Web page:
Low-level variant of Huang’s argument for sensitivity conjecture

Consider the set \Omega_n of all 2^n words t_1t_2\ldots t_n,\, t_i\in \{0,1\}, over the alphabet \{0,1\} (the vertices of Boolean cube). We naturally multiply the words by concatenation: if x\in \Omega_n, y\in \Omega_k, then xy\in \Omega_{n+k}. For i=1,2,\ldots,n and x\in \Omega_n denote by T_ix the word which differs from T_ix only in i-th position. Clearly the operators T_i,i=1,\ldots,n are involutive and mutually commute. We further use the same notations T_i for different values of n (namely, both for n and n-1.) We say that x,y are joined by an edge if y=T_ix for some i=1,\ldots,n. This graph (the skeleton of the Boolean cube) is bipartite by the chessboard coloring. In particular, it contains an independent subset of size 2^{n-1}.

The recent sensational result by Hao Huang https://arxiv.org/pdf/1907.00847 is that if we take a subset A\subset \Omega_n, |A|=2^{n-1}+1, the induced subgraph on this subset already contains a vertex of degree at least \sqrt{n}. That is sharp by the earlier example of F. R. K. Chung, Z. Füredi, R. L. Graham and P. Seymour https://faculty.math.illinois.edu/~z-furedi/PUBS/furedi_chung_graham_seymour_cube.pdf

Everybody is very excited since this estimate settles the so called sensitivity conjecture, and this is not what I am going to tell about (cause of complete ignorance.)

The aim of this post is to give an explicit exposition of Huang’s argument without using any theorems but the following: the linear system of m equations and m+1 variables has a non-trivial solution.

Following Huang, we take a not-everywhere-zero function f:\Omega_n\to \mathbb{R} which vanishes outside A and satisfies some (other) 2^{n-1} linear relations. Such a function exists by the aforementioned theorem. For describing these relations, we define w_i(x)=(-1)^{t_1+\ldots+t_{i-1}} for x=t_1\ldots t_k\in \Omega_{k},i=1,\ldots,k. Clearly w_i(x)=w_i(T_ix) and the straightforward but crucial property is

\displaystyle w_i(x)w_j(x)w_j(T_ix)w_i(T_jx)=-1\,\,\text{for}\,i\ne j. \quad \quad\quad (\star)

Now we are ready to formulate the 2^{n-1} relations on f, they are the following:

\displaystyle \sqrt{n}f(y)=\sum_{i=1}^{n}w_i(y)f(T_i y),\,\,\text{for all}\, y\in \Omega_{n}.\quad (1)

You may say that the number of relations is 2^{n}, but actually the relations (1) for y starting from 0, say y=0x,x\in \Omega_{n-1}, which read as:

\displaystyle f(1x)=\sqrt{n}f(0x)-\sum_{i=1}^{n-1}w_i(x)f(0T_ix),x\in \Omega_{n-1},\quad (2)

imply relations (1) for y=1x,x\in \Omega_{n-1}:

\displaystyle f(0x)=\sqrt{n}f(1x)+\sum_{i=1}^{n-1}w_i(x)f(1T_ix),x\in \Omega_{n-1}.\quad (3)

This reduces to (\star) after we express f(1x),f(1T_ix) via the values f(0T_iT_jx). Indeed, Right Hand Side of (3) reads as

\sqrt{n}(\sqrt{n}f(0x)-\sum_{i=1}^{n-1}w_i(x)f(0T_ix))+\sum_{i=1}^{n-1}w_i(x)(\sqrt{n}f(0T_ix)-\sum_{j=1}^{n-1}w_j(T_ix)f(0T_jT_ix)).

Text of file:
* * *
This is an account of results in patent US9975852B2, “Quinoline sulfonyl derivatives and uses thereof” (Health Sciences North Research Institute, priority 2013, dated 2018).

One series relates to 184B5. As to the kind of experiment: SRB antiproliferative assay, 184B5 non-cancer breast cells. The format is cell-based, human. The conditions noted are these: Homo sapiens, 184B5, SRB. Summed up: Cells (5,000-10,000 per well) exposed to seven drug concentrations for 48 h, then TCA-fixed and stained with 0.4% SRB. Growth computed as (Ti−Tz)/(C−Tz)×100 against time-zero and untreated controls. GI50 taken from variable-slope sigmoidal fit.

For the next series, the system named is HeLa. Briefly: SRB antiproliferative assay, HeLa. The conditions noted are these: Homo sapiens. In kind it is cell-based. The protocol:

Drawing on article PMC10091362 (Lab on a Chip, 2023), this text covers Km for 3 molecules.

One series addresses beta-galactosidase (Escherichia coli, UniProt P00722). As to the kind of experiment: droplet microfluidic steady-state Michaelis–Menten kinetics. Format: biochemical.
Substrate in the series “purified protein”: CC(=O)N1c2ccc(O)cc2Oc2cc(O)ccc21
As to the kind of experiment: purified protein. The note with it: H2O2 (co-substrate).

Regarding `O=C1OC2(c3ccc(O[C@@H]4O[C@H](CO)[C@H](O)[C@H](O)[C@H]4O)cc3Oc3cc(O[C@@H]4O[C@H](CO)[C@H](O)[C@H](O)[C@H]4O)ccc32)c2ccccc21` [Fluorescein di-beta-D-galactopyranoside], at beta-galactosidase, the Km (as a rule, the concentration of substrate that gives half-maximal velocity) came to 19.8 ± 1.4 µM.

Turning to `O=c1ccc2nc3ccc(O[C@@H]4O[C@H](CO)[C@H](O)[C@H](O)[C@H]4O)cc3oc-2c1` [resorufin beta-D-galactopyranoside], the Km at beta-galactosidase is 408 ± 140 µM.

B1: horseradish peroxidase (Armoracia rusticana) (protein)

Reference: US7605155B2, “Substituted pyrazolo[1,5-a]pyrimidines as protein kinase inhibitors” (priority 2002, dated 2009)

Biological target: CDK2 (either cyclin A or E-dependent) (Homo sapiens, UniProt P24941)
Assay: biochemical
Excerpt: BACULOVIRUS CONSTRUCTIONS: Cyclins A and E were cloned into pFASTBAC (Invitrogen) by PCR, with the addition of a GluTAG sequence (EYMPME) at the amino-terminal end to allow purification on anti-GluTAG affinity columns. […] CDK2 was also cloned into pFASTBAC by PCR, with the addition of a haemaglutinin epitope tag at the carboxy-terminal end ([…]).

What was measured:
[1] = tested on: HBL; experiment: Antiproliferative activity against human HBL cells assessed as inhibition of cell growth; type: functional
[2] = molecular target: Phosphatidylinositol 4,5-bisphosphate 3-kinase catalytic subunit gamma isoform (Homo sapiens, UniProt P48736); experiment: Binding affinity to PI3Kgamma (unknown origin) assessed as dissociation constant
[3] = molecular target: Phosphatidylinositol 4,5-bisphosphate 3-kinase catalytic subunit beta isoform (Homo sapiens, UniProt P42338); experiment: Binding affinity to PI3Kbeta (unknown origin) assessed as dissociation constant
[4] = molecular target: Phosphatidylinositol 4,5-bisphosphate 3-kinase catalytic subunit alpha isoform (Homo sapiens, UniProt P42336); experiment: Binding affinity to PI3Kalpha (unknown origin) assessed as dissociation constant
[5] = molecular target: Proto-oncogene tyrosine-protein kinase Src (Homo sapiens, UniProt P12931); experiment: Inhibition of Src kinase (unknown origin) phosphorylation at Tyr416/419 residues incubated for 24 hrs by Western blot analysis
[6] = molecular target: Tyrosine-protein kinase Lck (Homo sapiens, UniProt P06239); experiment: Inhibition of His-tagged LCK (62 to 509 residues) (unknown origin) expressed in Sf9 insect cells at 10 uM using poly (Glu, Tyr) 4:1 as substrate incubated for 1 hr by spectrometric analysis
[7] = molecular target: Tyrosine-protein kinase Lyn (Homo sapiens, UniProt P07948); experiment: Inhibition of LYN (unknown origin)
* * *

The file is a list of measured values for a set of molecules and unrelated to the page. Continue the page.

the coefficient of f(0x) in this expression equals \sqrt{n}\cdot \sqrt{n}-\sum_{i=1}^{n-1} w_i(x)w_i(T_ix)=1. The coefficient of f(0T_ix) is -\sqrt{n}w_i(x)+\sqrt{n}w_i(x)=0 for all i=1,\ldots,n-1. Finally for i\ne j the coefficient of f(0T_iT_jx) equals -w_i(x)w_j(T_ix)-w_j(x)w_i(T_jx)=0 by (\star).

Now if y\in \Omega_n is chosen so that |f(y)| is maximal, we have y\in A and looking at the right hand side we conclude that at least \sqrt{n} words of the form T_i y must belong to the support of f, thus to A. The proof is complete.

Of course the reason why 2^{n-1} equations (2) imply the other 2^{n-1} equations (3) is that the corresponding to (1) operator f(y)\mapsto \sum_{i=1}^{n}w_i(y)f(T_i y) has an eigensubspace of dimension 2^{n-1} for the eigenvalue \sqrt{n}. Or viceversa, if you prefer. I cannot say that I understand well where does this operator come from.

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10 Comments

    1. Well, you may partition the cube onto two parallel facets, take your favourite basis for functions on the facet (for example, one value is 1 and others are 0), and the values on the other facet are determined uniquely by (2). I do not know whether it is nice, but at least it is quite explicit and consists of functions with small support. In general, if the operator satisfies an equation like X^2-nI=(X-\sqrt{n}I)(X+\sqrt{n}I)=0, the kernel of X-\sqrt{n}I is the same as the image of X+\sqrt{n}I, that guy has a basis consisting of the columns of the corresponding matrix.

      Liked by 1 person

  1. The description put by you is really interesting (tasty I would like to say). I did not know a word about the topic prior to reading this post. But I could still understand some parts of the post quite clearly. That’s powerful explanation sir. It’s really good.

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  2. Dear Fedor, the sentence, “This reduces to (*) after we express f(1x),f(1T_ix) via the values f(0T_iT_jx)” is not clear.
    can you add a few sentences of explenation to make the post self contained. (Also, what is (*).)

    Like

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